Jennifer Allen

  • news July 01, 2002

    Food Art, French Headlines, and a Fight over a Kunsthalle

    This week, Jennifer Allen tracks the coverage on a new book about food art from “Schiele to Jason Rhoades,” but also finds an article by Susan Sontag that claims taste has disappeared from art altogether. Plus, French headlines, and an article about the fight to save Cologne's Kunsthalle.

    THE ART OF CONSUMPTION: In Germany, the Süddeutsche Zeitung's Nico Bleutge gets a taste of Künstlerküche. Lebensmittel als Kunstmaterial von Schiele bis Jason Rhoades (Artist kitchen: food as art material from Schiele to Jason Rhoades), a new book by Ralf Beil. After digesting this consuming study, which considers works by Futurists, Daniel Spoerri, and Salvador Dalí, among others, Bleutge concludes that food “always implies its own history of taboos and rituals.” Meanwhile, Frankfurter Rundschau's Silke Hohmann hones in on John Bock's cornucopia of ritualistic performances at Documenta11, in

  • news June 24, 2002

    Documenta11, the New Head of London's ICA, and More

    This week, Jennifer Allen seeks out the ongoing coverage of Documenta11 in French and German papers, an interview with the new head of London's ICA, Allan Yentob, and the resignation of Vittorio Sgarbi, the notorious undersecretary of culture in Italy who tried to install Robert Hughes as curator of the next Venice Biennale.

    MORE REACTIONS TO DOCUMENTA: “A very politically correct and fatally austere exhibition,” is how Le Monde's Geneviève Breerette described Documenta11, who left frustrated not only by the long screening times but with the work as well. “With Enwezor, one doesn't joke around.” Libération's Elisabeth Lebovici offers a more positive assessement. “Art here signals the end of the intimate, of egotistical procrastinations of the ‘Me.’ Never before has it been so much about people, crowds, ships that sink, phantom ferryboats, trains that never arrive.” In Germany, critical accounts continue to appear.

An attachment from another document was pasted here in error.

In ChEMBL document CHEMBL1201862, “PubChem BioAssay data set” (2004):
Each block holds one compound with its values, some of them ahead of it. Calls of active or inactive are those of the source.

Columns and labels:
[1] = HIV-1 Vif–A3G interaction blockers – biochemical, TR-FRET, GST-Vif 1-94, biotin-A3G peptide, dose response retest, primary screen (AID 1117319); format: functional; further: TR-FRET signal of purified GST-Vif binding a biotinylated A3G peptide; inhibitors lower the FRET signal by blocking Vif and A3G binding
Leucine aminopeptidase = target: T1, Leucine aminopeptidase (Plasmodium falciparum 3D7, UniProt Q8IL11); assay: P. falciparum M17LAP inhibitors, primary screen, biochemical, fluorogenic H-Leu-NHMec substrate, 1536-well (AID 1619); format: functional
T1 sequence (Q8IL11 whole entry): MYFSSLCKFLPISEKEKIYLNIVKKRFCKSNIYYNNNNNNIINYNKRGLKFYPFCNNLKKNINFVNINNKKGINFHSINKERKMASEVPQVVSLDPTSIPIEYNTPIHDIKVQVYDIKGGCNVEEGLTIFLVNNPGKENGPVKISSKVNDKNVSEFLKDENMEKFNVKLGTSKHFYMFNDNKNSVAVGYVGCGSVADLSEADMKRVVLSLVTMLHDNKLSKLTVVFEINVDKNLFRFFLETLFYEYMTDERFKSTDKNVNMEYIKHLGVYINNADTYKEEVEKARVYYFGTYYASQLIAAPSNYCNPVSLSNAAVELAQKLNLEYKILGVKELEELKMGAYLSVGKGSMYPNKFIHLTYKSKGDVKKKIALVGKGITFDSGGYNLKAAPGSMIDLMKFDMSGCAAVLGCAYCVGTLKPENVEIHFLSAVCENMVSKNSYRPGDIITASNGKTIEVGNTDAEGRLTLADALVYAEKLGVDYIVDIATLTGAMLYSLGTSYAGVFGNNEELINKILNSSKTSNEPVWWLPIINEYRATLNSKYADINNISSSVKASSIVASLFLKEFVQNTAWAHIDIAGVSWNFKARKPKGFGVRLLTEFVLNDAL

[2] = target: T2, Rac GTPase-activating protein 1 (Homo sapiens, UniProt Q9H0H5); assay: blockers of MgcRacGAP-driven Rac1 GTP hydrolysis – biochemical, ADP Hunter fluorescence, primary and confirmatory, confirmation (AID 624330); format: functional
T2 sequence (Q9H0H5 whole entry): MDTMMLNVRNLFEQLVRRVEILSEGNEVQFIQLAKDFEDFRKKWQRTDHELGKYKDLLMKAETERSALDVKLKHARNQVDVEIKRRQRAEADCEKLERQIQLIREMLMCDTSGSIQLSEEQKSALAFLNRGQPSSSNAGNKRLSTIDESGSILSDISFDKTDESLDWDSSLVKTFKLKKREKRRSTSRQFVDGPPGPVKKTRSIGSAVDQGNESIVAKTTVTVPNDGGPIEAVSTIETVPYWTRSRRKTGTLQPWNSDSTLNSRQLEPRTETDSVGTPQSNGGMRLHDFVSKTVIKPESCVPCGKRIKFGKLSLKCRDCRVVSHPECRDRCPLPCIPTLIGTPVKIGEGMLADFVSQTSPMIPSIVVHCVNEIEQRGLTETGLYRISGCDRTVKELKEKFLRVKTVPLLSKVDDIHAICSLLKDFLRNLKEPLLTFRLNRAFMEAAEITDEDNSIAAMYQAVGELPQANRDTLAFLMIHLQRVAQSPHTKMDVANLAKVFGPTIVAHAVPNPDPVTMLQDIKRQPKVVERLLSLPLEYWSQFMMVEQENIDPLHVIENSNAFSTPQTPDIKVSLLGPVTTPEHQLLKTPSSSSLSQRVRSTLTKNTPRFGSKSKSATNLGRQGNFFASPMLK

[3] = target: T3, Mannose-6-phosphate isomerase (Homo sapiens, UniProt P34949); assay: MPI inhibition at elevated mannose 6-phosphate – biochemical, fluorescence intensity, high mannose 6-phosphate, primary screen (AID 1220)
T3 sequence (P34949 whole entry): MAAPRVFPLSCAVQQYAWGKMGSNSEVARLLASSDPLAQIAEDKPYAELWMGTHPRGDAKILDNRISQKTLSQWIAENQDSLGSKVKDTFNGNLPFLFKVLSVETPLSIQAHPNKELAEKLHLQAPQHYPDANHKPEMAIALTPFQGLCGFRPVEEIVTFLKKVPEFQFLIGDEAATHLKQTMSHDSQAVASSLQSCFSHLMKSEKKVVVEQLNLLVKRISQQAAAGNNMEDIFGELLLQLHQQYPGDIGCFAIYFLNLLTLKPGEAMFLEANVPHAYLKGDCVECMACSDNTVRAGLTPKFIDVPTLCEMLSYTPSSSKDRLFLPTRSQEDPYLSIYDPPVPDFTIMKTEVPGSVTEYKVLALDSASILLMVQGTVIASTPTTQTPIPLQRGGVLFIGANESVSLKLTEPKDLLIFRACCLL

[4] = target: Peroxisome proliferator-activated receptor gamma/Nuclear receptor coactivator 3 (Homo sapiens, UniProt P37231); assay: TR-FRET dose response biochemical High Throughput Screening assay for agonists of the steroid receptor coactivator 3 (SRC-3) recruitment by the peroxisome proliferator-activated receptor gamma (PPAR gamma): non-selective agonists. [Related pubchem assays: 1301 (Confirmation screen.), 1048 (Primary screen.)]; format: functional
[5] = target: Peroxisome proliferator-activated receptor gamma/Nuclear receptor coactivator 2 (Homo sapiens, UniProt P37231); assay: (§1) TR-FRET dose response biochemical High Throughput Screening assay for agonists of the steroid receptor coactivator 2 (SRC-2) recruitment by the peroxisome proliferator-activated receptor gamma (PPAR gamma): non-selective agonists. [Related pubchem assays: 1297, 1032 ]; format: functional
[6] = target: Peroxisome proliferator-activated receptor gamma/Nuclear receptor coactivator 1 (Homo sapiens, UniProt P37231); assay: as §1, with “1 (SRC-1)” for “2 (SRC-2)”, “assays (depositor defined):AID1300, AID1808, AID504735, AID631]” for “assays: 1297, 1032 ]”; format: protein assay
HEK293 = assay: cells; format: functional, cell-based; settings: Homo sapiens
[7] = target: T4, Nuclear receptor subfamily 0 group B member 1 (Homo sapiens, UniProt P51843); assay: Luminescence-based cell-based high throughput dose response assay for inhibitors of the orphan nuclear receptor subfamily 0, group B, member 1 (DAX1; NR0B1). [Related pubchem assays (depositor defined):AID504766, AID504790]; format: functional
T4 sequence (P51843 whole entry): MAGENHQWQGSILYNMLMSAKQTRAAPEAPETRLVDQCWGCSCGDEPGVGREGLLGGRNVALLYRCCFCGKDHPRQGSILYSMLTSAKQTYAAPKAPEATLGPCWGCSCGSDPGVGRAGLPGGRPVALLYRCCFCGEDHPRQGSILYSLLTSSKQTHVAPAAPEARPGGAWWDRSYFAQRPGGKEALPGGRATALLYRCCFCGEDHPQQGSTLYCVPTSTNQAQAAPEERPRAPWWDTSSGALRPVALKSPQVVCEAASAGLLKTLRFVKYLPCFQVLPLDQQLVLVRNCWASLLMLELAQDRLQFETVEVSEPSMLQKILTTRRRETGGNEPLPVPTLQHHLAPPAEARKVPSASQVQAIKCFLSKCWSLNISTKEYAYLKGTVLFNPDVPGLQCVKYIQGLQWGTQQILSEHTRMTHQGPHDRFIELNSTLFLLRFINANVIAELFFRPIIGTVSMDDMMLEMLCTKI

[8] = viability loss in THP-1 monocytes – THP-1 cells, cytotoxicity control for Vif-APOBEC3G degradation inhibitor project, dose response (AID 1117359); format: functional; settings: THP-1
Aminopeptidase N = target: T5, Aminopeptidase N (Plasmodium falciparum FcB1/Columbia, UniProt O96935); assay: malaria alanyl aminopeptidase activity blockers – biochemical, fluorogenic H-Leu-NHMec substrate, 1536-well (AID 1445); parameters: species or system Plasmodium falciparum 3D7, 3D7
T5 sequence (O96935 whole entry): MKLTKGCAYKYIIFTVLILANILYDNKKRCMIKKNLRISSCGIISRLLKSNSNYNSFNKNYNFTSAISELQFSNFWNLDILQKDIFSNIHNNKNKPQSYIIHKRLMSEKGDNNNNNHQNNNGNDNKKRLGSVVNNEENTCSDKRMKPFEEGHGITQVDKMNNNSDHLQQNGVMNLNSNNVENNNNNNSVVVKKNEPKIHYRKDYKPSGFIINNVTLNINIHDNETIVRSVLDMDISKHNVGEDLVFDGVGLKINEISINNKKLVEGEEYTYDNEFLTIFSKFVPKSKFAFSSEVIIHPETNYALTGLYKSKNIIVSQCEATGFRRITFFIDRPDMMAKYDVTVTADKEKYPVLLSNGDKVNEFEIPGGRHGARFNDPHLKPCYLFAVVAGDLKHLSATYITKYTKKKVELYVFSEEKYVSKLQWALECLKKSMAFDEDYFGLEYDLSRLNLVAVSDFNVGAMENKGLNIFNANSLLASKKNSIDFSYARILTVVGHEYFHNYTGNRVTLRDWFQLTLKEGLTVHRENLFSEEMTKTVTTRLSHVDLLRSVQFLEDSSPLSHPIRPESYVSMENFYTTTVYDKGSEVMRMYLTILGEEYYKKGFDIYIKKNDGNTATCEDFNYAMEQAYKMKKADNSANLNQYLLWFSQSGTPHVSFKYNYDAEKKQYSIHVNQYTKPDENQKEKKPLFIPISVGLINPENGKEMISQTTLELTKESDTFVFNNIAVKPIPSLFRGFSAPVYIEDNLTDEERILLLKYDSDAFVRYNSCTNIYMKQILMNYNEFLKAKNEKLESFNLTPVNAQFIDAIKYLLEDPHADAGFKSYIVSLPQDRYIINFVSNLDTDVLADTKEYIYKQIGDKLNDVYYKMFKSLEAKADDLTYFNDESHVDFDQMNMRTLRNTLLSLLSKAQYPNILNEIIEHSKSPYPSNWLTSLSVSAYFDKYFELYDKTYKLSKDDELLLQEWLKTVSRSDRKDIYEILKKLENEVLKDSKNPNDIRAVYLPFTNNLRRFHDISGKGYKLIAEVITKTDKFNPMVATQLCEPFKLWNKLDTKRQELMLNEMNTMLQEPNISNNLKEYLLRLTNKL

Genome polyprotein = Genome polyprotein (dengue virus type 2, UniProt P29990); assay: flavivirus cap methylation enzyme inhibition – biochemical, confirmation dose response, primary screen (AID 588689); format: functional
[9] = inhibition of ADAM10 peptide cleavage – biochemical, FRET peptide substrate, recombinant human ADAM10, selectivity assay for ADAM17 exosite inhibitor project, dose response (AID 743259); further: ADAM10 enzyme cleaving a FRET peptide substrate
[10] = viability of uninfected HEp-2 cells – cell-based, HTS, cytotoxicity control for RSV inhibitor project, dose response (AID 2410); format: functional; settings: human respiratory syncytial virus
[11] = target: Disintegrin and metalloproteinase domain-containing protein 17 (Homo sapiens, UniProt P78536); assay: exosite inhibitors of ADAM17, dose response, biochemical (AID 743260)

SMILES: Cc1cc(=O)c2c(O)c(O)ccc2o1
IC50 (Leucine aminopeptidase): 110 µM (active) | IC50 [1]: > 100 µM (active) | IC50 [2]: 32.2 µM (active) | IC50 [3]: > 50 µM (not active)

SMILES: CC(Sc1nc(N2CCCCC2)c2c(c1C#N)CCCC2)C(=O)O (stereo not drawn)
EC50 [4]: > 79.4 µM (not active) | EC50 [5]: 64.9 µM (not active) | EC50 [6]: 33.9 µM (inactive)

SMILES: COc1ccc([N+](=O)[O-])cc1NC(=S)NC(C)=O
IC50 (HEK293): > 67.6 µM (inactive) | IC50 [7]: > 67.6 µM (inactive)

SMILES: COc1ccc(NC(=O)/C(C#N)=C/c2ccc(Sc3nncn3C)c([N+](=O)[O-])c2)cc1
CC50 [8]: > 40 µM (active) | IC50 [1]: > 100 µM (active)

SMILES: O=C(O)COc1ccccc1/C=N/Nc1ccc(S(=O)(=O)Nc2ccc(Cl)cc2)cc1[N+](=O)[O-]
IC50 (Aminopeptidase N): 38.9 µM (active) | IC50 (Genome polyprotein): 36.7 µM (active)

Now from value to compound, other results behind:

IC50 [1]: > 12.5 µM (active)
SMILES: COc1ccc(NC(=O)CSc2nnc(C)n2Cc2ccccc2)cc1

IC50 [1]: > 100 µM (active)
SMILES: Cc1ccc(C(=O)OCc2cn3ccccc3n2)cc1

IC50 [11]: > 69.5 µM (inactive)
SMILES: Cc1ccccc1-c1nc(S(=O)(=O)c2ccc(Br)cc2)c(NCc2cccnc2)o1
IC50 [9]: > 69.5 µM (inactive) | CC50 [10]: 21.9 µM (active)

• news June 13, 2002

    The First Reports from Documenta11, Art Basel, and More

    This week, Jennifer Allen reviews a flurry of critical responses to this week's key art events in Europe, including Documenta11, a theatrical piece by William Kentridge, Art Basel, and more.

    DOCUMENTING DOCUMENTA11: The long-awaited quinquennial opened in Kassel last week, garnering an impressive set of reviews across Europe and leaving journalists striving to assess the exhibition's global theme. In Germany, the Frankfurter Allgemeine Zeitung's Thomas Wagner comments, “Even when one sometimes overflows with words like hybridization, creolization, transculturalism, and deterritorialization, Okwui Enwezor has accomplished with bravado what was expected from him: a Documenta that opens itself to all the changes that have been brought about through global transformations.” FAZ.NET has

  • picks June 06, 2002

    Francis Alÿs and Alejandro González Iñárritu

    Francis Alÿs and Alejandro González Iñárritu

    Politics of Rehearsal (or what makes traffic move at 6 pm on a Friday in Mexico City), 2002, is a unique collaboration between the Mexico City–based Belgian artist Francis Alÿs and the internationally acclaimed Mexican director of Amores Perros, Alejandro González Iñárritu. Alÿs works with the visual “waste” of Iñárritu's feature film—the discarded castings, rehearsals, rushes, and takes that never made it into the final cut of the prizewinning film. Scenes of dog fights, clashes, and car crashes are shown here on more than thirty monitors and screens, set up in blocks or standing alone in the

  • news June 06, 2002

    An Art-Critical “Blacklist,” Matthew Barney, and Orlan

    This week, Jennifer Allen reports on a newly declared war against “cliché overflow” in art criticism and surveys recent interviews with two artists, Matthew Barney and Orlan, who present dramatic perspectives on the human body.